We already gave you 21 Christmas books for kids. How about another batch of seasonal reads for teens and adults?
1. Christmas Stories by Truman Capote, Leo Tolstoy, Vladimir Nabokov and more
For the erudite Christmas enthusiast—this phenomenal collection includes Christmas stories from more than a dozen of literature’s greatest lights, including Alice Munro, Charles Dickens, Willa Cather and O. Henry. (You can probably guess which O. Henry story is included.)
2. Holidays on Ice by David Sedaris
If you haven’t read any Sedaris, then “SantaLand Diaries”—the story of a 33-year-old man working as an elf at SantaLand—is a great point of entry.
The perfect collection for people who hate Christmas. Writers tell the story of their worst Christmases.
4. A Different Kind of Christmas by Alex Haley
Haley’s best known as the author of Roots and the ghostwriter of Malcolm X’s autobiography. That sort of resume doesn’t immediately make one think of Christmas. However, A Different Kind of Christmas is true to both the season and Haley. It tells the story of a young man who’s trying to help one of his father’s slaves escape on Christmas Eve.
5. The Sugar Cookie Sweetheart Swap by Donna Kauffman and more
Three sweet stories with baking, romance, and Christmas in common. Light and delicious, just like the titular cook.
6. You Better Not Cry by Augusten Burroughs
Burroughs was on his sixth memoir by the time he wrote You Better Not Cry. That’s even more than Winston Churchill. You would think Burroughs would be out of material by now, but his Christmas-tinged recollections range from sweet to sad and never miss their mark.
7. Decked With Holly by Marni Bates
This YA book about a girl pretending to be fauxmantically involved with a mega-popular rock star is over the top in all the right ways. Teens who liked Bates’ Awkward will get a kick out of Holly too.
8. When the Snow Falls by Fern Michaels & more
It’s a hard-baked holiday. Michaels and other authors tell Christmas noir stories with PIs that are twisted as a candy cane (but not as sweet.)
9. He Sees You When You’re Sleeping by Mary Higgins Clark and Carol Higgins Clark
A posthumous man tries to earn his way into heaven by helping a 7-year-old moppet whose family has run afoul of the mob.
10. I Saw Zombies Eating Santa Claus by S.G. Browne
The hysterical Breathers gets a holiday sequel. The failed leader of a zombie civil-rights movement—you might have to read Breathers for context—tries to help his fellow undead and a lonely Breather girl while dressed as Santa Claus.
11. A Christmas Blizzard by Garrison Keillor
A wealthy and depressed urbanite is stranded in North Dakota—on his way to Hawaii, no less—because of a blizzard. A small town and the holiday teach him some life lessons.
12. Politically Correct Holiday Stories: For an Enlightened Yuletide Season by James Finn Garner
The master of cultural sensitivity James Finn Garner explains why snow forts are too militaristic, snow angels are offensive to the agnostic, and that Santa is nothing more than an exploiter of elves. (Don’t worry. He’s kidding.)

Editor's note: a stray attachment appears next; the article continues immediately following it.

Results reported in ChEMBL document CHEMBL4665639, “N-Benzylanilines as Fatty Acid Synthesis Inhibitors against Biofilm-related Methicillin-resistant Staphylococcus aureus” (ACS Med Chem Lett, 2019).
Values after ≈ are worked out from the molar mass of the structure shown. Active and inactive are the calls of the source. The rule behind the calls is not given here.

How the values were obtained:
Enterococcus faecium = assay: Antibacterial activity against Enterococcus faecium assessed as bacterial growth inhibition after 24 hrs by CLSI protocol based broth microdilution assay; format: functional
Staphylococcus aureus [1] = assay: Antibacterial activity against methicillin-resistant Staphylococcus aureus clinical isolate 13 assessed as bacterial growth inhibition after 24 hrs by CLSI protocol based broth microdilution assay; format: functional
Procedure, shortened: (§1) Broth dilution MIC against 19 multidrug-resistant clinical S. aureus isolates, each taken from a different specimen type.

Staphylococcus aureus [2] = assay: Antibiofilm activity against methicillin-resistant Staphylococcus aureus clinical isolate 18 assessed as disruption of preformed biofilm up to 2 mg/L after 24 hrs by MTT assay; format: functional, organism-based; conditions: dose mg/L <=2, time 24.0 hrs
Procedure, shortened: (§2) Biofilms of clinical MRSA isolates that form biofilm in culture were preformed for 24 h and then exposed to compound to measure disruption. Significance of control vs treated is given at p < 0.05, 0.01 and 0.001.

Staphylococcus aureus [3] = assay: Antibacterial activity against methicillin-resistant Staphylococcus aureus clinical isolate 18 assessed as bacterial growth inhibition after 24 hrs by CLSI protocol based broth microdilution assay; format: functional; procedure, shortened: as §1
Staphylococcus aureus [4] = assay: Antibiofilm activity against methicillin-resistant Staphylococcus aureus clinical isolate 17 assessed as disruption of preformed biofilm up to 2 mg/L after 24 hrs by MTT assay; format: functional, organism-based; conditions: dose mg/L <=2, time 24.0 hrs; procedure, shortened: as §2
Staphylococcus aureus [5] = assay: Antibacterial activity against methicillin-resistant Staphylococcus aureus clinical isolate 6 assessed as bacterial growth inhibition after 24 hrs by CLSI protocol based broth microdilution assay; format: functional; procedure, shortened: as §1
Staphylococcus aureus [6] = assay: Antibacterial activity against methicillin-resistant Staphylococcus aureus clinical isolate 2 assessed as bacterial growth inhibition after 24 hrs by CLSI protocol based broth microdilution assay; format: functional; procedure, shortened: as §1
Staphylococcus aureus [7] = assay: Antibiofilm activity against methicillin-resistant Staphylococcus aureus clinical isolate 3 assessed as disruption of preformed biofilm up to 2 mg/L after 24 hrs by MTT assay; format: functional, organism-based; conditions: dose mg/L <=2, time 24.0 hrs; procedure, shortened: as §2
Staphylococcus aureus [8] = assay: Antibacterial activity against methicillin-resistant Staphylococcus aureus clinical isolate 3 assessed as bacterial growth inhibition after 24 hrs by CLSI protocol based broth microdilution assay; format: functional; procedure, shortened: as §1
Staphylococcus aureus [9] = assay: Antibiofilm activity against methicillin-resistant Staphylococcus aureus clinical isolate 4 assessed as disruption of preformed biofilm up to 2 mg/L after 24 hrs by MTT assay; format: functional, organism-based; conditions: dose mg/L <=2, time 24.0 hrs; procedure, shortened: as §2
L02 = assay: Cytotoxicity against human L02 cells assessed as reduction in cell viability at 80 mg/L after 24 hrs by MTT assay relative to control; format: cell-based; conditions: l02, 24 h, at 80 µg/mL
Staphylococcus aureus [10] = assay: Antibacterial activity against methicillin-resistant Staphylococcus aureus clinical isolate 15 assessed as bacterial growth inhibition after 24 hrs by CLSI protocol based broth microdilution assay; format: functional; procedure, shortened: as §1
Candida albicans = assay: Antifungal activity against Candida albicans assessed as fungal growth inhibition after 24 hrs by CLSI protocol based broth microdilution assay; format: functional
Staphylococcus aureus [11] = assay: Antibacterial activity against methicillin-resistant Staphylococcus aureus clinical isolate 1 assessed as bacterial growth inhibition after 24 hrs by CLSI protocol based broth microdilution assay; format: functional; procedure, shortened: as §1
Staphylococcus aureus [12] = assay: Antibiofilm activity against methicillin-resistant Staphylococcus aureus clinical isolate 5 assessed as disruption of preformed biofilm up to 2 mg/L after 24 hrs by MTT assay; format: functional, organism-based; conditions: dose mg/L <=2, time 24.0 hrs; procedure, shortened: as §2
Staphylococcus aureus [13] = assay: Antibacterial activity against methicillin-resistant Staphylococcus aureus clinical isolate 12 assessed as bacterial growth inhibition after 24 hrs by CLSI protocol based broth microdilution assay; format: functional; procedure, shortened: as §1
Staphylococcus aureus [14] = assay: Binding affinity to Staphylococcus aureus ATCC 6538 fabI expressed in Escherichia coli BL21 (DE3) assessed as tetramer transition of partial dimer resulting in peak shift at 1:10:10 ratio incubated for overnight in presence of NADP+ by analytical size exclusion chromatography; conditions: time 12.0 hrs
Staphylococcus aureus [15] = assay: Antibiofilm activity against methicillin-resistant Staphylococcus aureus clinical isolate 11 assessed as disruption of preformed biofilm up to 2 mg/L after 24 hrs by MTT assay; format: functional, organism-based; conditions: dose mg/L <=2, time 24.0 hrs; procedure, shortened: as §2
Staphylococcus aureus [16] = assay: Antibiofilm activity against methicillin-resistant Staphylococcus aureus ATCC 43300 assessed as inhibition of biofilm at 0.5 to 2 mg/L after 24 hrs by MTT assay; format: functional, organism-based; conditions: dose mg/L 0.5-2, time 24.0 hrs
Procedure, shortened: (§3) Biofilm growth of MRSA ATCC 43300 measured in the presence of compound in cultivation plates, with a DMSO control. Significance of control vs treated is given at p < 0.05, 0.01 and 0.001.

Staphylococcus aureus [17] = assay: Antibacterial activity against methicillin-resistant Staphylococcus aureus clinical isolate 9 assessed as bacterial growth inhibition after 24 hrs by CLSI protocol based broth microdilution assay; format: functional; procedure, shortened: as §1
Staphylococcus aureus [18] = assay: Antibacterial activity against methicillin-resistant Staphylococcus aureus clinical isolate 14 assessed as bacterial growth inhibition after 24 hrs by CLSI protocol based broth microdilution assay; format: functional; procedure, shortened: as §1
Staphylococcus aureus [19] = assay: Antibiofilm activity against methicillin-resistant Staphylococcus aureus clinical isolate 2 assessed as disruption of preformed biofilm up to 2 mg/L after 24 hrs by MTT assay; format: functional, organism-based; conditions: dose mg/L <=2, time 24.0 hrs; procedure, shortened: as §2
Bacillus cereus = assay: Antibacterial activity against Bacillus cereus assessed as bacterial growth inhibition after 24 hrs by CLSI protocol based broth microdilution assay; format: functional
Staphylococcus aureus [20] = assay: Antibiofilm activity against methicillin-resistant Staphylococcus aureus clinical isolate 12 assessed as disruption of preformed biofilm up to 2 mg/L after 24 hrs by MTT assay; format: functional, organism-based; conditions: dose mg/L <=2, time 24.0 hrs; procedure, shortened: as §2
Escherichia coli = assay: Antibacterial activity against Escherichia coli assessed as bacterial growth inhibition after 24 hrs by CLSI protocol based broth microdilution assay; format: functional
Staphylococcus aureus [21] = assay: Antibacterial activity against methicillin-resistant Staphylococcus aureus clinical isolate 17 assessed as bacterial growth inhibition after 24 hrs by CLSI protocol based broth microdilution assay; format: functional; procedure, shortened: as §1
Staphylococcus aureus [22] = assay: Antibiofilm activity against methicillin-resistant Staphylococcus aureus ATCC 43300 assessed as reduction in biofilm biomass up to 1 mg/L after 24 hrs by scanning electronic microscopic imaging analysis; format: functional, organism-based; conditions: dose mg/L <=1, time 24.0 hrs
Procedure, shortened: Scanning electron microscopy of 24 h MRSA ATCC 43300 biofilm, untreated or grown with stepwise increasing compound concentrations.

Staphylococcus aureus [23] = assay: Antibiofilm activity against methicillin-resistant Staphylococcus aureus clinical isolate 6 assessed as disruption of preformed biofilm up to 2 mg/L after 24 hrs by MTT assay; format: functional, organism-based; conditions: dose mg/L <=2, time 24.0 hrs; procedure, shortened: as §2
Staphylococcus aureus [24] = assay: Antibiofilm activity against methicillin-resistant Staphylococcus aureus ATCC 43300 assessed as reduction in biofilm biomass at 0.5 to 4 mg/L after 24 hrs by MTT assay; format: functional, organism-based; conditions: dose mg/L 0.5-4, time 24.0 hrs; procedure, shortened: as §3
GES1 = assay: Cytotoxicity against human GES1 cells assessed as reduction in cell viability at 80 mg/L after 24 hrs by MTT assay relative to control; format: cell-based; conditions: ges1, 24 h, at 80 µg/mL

13. Rudolph! by Mark Teppo
Rudolph opens with Santa hacking the Vatican and gets weirder and wackier from there. The North Pole Coalition—led by Santa and a hairless, irradiated reindeer named Rudolph—decide to storm the afterlife, so they can give one little girl an honest-to-goodness Christmas miracle.
14. The Gift by Nora Roberts
This book compiles two Roberts’ holiday romances, All I Want for Christmas and Home for Christmas.
15. An Irish Country Christmas by Patrick Taylor
The third book in the Irish Country series with Dr. Barry Laverty. Like its counterparts, Christmas is long on charm and atmosphere.
16. Mrs. Miracle by Debbie Macomber
Even if you don’t know Macomber by name, you probably still know her stories. She’s responsible for the stories behind several Hallmark films. So if you enjoy Hallmark films, you’ll love Macomber’s books.
17. Santa & Pete by Christopher Moore & Pamela Johnson
Did you know that Santa used to have an African accomplice named Pete? You know about the elves and Rudolph; but, somehow, Santa’s most important helper has disappeared in the annals of time. (If you liked Moore’s story about Jesus’ forgotten friend Biff, then you’ll get a kick out of this too.)
18. The Christmas Wish by Richard Siddoway
A big-city professional is forced to reassess his childhood when he returns to his hometown for Christmas and hears of his grandpa’s mystery woman, Lillian. He’s tasked with both finding “Lillian” and saving the family’s real-estate business.
19. A Nantucket Christmas by Nancy Thayer
Massachusetts in the off season is chilly for Nicole Somerset, who can’t seem to thaw her new step-daughter Kennedy’s heart.
20. A Christmas Carol by Charles Dickens
You know this one: stingy lender, hobbled child, three ghosts, humbug. Even if you’ve seen a half-dozen movie versions of this story, you should still read the book. It has some of Dickens’ finest writing.
21. The Bible
Not to proselytize, but it is the first Christmas book.